Thank you for using the timer!
We noticed you are actually not timing your practice. Click the START button first next time you use the timer.
There are many benefits to timing your practice, including:
According to a study published by Dr. Myrna Weissman, only [#permalink]
13 Jun 2006, 22:54
0% (00:00) correct
0% (00:00) wrong based on 0 sessions
According to a study published by Dr. Myrna Weissman, only one percent of Americans born before 1905 had suffered major depression by the age of seventy-five; of those born since 1955, six percent had become depressed by age twenty-four.
(A) only one percent of Americans born before 1905 had suffered major depression by the age of seventy-five; of those born since 1955, six percent had become depressed by age twenty-four
(B) only one percent of Americans born before 1905 suffer major depression by the age of seventy-five; if they are born since 1955, six percent become depressed by age twenty-four
(C) of Americans born before 1905, only one percent of them have suffered major depression by age seventy-five, but six percent of those born since 1955 do by the age of twenty-four
(D) major depression is suffered by the age of seventy-five by only one percent of Americans born before 1905, and by age twenty-four by the six percent born since 1955
(E) Americans born before 1905 suffer major depression by the age of seventy-five only one percent of the time, but six percent of those born since 1955 did so by age twenty-four
We use "had" with earlier action, when we are comparing two actions. In this case, suffering major depression happened before they reached 75. So, I think we have to say "had suffered". _________________
The path is long, but self-surrender makes it short;
the way is difficult, but perfect trust makes it easy.
I understand the need for past perfect that is referred to in Ans A, but could someone explain how the use of ';' is correct in A?
Know this about our ubiquitous friend, the ---> ;(It's possible that understanding this one mark might earn you an extra verbal point come G-Day.)
In English, the semicolon has two main purposes:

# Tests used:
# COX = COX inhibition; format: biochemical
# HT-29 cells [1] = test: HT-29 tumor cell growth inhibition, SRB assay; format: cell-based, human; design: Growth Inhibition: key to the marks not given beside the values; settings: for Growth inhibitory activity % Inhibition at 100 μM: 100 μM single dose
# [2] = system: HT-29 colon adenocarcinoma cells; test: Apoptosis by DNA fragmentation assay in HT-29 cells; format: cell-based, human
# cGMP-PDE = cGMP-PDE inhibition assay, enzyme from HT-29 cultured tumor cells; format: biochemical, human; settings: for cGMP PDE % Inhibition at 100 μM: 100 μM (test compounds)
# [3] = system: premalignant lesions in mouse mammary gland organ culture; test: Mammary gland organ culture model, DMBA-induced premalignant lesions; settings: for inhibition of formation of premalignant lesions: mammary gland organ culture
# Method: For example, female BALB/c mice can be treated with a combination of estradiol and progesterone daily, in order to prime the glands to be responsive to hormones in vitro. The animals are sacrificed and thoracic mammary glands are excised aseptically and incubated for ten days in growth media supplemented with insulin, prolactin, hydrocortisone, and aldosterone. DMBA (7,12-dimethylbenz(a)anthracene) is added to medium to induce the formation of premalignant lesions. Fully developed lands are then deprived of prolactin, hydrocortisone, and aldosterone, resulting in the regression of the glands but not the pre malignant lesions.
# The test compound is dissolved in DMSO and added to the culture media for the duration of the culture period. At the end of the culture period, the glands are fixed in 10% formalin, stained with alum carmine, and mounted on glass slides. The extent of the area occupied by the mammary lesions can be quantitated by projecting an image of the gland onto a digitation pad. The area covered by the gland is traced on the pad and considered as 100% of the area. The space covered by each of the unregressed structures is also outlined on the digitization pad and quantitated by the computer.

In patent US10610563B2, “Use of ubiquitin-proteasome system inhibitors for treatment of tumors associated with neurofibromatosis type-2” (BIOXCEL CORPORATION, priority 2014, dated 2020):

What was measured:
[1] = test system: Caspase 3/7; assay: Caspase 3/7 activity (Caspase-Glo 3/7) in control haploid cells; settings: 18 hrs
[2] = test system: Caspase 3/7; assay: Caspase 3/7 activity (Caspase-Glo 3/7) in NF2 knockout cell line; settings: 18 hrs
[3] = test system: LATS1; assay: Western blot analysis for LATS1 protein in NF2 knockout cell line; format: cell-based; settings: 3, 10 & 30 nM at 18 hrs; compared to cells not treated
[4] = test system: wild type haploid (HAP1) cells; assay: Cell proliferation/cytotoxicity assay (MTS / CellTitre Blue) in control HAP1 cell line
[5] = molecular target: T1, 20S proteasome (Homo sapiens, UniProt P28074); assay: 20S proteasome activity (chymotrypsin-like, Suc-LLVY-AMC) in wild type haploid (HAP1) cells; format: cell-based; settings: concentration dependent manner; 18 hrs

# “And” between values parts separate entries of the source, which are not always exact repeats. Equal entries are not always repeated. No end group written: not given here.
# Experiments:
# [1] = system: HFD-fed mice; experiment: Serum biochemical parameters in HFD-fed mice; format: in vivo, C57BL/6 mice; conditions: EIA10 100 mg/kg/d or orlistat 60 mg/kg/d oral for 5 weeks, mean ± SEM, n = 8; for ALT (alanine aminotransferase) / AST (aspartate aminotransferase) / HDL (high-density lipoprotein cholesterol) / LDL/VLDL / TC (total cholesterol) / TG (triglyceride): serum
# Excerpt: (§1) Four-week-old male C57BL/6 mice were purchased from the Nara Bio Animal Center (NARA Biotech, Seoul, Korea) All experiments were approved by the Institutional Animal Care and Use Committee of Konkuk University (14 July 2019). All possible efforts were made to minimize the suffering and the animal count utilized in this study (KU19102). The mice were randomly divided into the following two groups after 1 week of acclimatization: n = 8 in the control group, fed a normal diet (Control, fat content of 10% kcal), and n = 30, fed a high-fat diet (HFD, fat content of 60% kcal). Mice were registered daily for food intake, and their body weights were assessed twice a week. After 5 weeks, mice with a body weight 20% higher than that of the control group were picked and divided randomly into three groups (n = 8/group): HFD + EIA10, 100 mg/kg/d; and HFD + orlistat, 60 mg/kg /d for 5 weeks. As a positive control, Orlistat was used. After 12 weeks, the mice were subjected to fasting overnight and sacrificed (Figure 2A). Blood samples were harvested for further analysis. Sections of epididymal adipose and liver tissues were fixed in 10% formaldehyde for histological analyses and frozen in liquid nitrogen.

It binds two sentences more closely than they would be if separated by a period. It often replaces a conjunction such as and or but. Writers might consider this appropriate where they are trying to indicate a close relationship between two sentences, or a 'run-on' in meaning from one to the next; they don't wish the connection to be broken by the abrupt use of a full-stop.
It is used as a stronger division than a comma, or a "super comma" to make meaning clear in a sentence where commas are already being used for other purposes. A common example of this use is to separate the items of a list when some of the items themselves contain commas. There are several rules that govern semicolon placement:
Use a semicolon between closely related independent clauses not joined by a coordinating conjunction: "I went to the store; it was closed." Use a semicolon between independent clauses linked with a transitional phrase or conjunctive adverb: "I like to ride horses; however, they don't like to be ridden by me." Use a semicolon between items in a series containing internal punctuation: "There are several Waffle Houses in Atlanta, Georgia; Greenville, South Carolina; Pensacola, Florida; and Mobile, Alabama." A semicolon can be used to separate independent clauses that are joined by coordinating conjunctions when the clauses have internal commas that might lead to misreading: "After the game, I won a red beanie baby, four edible ingots, and a certificate of excellence; but when the storm came, I lost it all in a torrent of sleet, snow, and profanity."
Semicolons are always followed by a lower case letter, unless that letter begins a proper noun. Semicolons are placed after closing quotation marks.
Examples I am alone; my wife had to leave.
I travelled to London, England; Tijuana, Mexico; and ReykjavÃk, Iceland.
Lisa scored 2,845,770 points; Marcia, 2,312,860; and Jeff, 1,726,640.
According to a study published by Dr. Myrna Weissman, only one percent of Americans born before 1905 suffer major depression by the age of seventy-five; if they are born since 1955, six percent become depressed by age twenty-four